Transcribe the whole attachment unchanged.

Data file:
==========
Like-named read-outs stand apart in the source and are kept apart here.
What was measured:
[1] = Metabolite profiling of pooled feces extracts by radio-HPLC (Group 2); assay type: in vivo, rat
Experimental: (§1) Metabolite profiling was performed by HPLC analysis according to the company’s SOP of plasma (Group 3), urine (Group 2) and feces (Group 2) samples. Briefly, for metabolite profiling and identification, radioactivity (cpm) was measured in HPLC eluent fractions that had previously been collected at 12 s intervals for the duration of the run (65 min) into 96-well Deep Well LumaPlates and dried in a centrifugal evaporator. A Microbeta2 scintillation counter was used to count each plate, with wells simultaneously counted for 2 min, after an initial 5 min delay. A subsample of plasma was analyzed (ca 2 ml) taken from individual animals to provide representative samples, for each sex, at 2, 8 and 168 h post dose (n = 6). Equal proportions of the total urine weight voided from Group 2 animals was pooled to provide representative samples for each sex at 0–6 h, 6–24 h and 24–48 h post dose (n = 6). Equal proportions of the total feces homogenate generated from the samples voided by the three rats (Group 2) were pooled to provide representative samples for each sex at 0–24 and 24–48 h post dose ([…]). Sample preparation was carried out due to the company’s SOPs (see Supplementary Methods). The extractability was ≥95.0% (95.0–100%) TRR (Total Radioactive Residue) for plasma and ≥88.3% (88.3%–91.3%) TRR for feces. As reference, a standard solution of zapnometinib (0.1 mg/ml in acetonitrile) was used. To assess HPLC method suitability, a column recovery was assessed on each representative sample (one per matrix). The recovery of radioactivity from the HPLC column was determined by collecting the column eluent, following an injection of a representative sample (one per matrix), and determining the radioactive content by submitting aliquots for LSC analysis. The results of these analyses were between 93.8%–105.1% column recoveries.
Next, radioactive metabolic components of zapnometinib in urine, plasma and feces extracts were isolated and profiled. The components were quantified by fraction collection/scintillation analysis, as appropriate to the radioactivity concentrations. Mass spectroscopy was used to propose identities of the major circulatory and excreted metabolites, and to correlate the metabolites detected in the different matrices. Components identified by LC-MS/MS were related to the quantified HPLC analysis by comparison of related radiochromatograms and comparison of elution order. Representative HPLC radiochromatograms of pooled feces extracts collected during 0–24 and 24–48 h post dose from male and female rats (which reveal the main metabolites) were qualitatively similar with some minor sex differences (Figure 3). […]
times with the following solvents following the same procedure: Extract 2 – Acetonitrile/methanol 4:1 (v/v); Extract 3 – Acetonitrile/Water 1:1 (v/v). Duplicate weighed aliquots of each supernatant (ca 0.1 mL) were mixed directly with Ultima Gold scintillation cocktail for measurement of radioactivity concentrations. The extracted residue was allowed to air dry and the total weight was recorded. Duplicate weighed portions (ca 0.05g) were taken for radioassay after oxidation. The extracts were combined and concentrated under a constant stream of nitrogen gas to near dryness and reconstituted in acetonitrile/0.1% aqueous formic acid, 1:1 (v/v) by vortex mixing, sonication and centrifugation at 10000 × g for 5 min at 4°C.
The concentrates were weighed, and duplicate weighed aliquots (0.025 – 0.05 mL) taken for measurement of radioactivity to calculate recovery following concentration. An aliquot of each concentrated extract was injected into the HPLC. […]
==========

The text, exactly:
Like-named read-outs stand apart in the source and are kept apart here.
What was measured:
[1] = Metabolite profiling of pooled feces extracts by radio-HPLC (Group 2); assay type: in vivo, rat
Experimental: (§1) Metabolite profiling was performed by HPLC analysis according to the company’s SOP of plasma (Group 3), urine (Group 2) and feces (Group 2) samples. Briefly, for metabolite profiling and identification, radioactivity (cpm) was measured in HPLC eluent fractions that had previously been collected at 12 s intervals for the duration of the run (65 min) into 96-well Deep Well LumaPlates and dried in a centrifugal evaporator. A Microbeta2 scintillation counter was used to count each plate, with wells simultaneously counted for 2 min, after an initial 5 min delay. A subsample of plasma was analyzed (ca 2 ml) taken from individual animals to provide representative samples, for each sex, at 2, 8 and 168 h post dose (n = 6). Equal proportions of the total urine weight voided from Group 2 animals was pooled to provide representative samples for each sex at 0–6 h, 6–24 h and 24–48 h post dose (n = 6). Equal proportions of the total feces homogenate generated from the samples voided by the three rats (Group 2) were pooled to provide representative samples for each sex at 0–24 and 24–48 h post dose ([…]). Sample preparation was carried out due to the company’s SOPs (see Supplementary Methods). The extractability was ≥95.0% (95.0–100%) TRR (Total Radioactive Residue) for plasma and ≥88.3% (88.3%–91.3%) TRR for feces. As reference, a standard solution of zapnometinib (0.1 mg/ml in acetonitrile) was used. To assess HPLC method suitability, a column recovery was assessed on each representative sample (one per matrix). The recovery of radioactivity from the HPLC column was determined by collecting the column eluent, following an injection of a representative sample (one per matrix), and determining the radioactive content by submitting aliquots for LSC analysis. The results of these analyses were between 93.8%–105.1% column recoveries.
Next, radioactive metabolic components of zapnometinib in urine, plasma and feces extracts were isolated and profiled. The components were quantified by fraction collection/scintillation analysis, as appropriate to the radioactivity concentrations. Mass spectroscopy was used to propose identities of the major circulatory and excreted metabolites, and to correlate the metabolites detected in the different matrices. Components identified by LC-MS/MS were related to the quantified HPLC analysis by comparison of related radiochromatograms and comparison of elution order. Representative HPLC radiochromatograms of pooled feces extracts collected during 0–24 and 24–48 h post dose from male and female rats (which reveal the main metabolites) were qualitatively similar with some minor sex differences (Figure 3). […]
times with the following solvents following the same procedure: Extract 2 – Acetonitrile/methanol 4:1 (v/v); Extract 3 – Acetonitrile/Water 1:1 (v/v). Duplicate weighed aliquots of each supernatant (ca 0.1 mL) were mixed directly with Ultima Gold scintillation cocktail for measurement of radioactivity concentrations. The extracted residue was allowed to air dry and the total weight was recorded. Duplicate weighed portions (ca 0.05g) were taken for radioassay after oxidation. The extracts were combined and concentrated under a constant stream of nitrogen gas to near dryness and reconstituted in acetonitrile/0.1% aqueous formic acid, 1:1 (v/v) by vortex mixing, sonication and centrifugation at 10000 × g for 5 min at 4°C.
The concentrates were weighed, and duplicate weighed aliquots (0.025 – 0.05 mL) taken for measurement of radioactivity to calculate recovery following concentration. An aliquot of each concentrated extract was injected into the HPLC. […]